Confusion was reigning in China after one of the country’s biggest commercial banks, the Agricultural Bank of China (ABC), said in a statement that it will crack down on crypto transactions, and will seek to block accounts connected with bitcoin (BTC) and crypto-related activity – but later deleted its post on the matter before reuploading it.
The bank had issued a terse and short statement on the matter, which was published by a number of Chinese media outlets including East Money.
BTC, ethereum (ETH), and many altcoins dropped following the announcement, before recovering some of the losses. At 10:18 UTC, BTC trades at USD 33,131, and is down by almost 4% in a day, while ETH dropped by almost 5.5% a day, and is trading at USD 2,009.
In the statement, the bank wrote that it was “banning the use of its services for cryptocurrency transactions such as bitcoin.”
It added that it would seek to “intensify [its] investigation and monitoring of customer transactions” and that “upon the detection of [crypto-]related activities,” it would enact “measures such as suspension of account transactions and termination of customer services on an “immediate” basis, with possible crypto offenders to be “reported to relevant government departments” as “promptly” as possible.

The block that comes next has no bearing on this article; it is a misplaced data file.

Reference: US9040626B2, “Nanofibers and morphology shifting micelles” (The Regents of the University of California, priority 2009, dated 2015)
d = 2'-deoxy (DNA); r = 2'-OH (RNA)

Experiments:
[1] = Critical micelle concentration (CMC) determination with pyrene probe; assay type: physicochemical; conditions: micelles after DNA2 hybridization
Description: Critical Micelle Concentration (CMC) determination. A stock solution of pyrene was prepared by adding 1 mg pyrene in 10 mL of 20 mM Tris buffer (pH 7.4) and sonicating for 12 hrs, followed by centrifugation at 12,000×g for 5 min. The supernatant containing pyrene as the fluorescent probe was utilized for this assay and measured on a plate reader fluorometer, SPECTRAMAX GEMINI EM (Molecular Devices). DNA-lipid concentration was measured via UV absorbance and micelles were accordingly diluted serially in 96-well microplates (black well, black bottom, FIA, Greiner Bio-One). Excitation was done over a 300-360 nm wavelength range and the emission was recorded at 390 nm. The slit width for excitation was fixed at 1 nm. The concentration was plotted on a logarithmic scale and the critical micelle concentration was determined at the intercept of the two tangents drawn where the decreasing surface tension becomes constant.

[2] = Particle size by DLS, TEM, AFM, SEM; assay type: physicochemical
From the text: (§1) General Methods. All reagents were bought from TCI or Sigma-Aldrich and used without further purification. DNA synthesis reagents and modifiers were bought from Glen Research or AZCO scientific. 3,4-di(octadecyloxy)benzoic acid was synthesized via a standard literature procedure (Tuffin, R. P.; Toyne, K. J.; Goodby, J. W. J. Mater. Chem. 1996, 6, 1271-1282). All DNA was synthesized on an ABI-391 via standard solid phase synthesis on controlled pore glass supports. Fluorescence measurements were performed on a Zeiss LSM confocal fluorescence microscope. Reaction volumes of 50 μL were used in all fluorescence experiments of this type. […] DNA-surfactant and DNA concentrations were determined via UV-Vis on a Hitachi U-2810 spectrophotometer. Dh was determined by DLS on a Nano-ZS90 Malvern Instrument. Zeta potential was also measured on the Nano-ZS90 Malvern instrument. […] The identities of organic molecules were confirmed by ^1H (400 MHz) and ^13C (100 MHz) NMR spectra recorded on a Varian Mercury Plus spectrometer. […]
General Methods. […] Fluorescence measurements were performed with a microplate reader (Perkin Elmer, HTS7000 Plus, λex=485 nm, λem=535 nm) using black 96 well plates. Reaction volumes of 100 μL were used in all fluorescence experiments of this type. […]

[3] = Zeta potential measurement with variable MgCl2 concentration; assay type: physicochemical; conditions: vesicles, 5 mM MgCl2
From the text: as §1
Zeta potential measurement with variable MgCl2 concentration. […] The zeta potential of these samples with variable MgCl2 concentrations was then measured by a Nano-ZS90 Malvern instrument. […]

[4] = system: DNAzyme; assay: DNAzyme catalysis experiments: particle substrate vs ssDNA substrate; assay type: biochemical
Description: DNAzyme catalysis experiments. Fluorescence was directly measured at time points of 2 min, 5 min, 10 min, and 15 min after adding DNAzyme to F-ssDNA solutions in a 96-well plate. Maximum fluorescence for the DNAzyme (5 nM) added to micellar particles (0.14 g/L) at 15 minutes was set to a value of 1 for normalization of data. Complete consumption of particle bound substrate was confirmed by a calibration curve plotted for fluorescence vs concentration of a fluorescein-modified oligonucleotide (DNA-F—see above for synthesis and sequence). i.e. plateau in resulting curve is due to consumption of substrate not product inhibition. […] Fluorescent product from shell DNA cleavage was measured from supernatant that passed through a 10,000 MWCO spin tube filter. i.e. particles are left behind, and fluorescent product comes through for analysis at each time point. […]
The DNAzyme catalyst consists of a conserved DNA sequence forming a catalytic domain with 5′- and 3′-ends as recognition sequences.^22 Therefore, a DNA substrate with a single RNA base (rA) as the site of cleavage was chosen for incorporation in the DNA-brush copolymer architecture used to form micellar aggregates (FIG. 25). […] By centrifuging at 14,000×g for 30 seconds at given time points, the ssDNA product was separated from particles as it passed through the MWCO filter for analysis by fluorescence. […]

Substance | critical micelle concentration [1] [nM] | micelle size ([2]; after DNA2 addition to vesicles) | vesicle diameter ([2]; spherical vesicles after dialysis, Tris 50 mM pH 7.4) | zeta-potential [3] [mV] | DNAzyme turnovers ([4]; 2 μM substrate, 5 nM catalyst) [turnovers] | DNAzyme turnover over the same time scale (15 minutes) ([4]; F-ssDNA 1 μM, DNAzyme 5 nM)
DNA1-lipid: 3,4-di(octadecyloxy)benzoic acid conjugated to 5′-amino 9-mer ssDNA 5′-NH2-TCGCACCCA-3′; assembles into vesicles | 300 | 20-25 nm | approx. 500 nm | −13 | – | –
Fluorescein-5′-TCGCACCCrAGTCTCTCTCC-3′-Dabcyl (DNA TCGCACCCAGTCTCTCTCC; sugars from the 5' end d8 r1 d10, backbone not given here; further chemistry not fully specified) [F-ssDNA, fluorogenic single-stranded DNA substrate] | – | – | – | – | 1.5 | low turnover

But just minutes after getting picked up by the media, the announcement was pulled without a trace from the news section of the bank website. However, the announcement was made public again once the People’s Bank of China confirmed that it has met with major Chinese financial players and urged them to crack down on crypto trading and do not provide any other crypto-related financial services.
ABC claimed that it had made its move “in the spirit of” recent announcements from market regulators, and concluded with a warning about the risks of crypto market investments.
Some accused the bank of “rugging.”
The bank is one of the nation’s “big four,” and went public in 2010 in what – at the time – was the world’s biggest-ever initial public offering. Despite the fact that it is publically traded, however, it remains firmly tied to Beijing and Chinese monetary policy. Its biggest shareholder is the state-owned investment vehicle Huijin Investment, which owns over 40% of the company.
The bank is also one of at least five financial institutions cooperating directly with the central People’s Bank of China on its fast-moving digital yuan pilot.
Bitcoin ownership has remained legal in China despite a massive crackdown in September 2017, which banished crypto exchanges and outlawed initial coin offerings (ICOs). However, in recent weeks, the government has become increasingly keen to stamp out crypto-related fraud and clamp down on crypto mining – leading to reports of some miners considering relocating overseas.
(Photo : PYMNTS)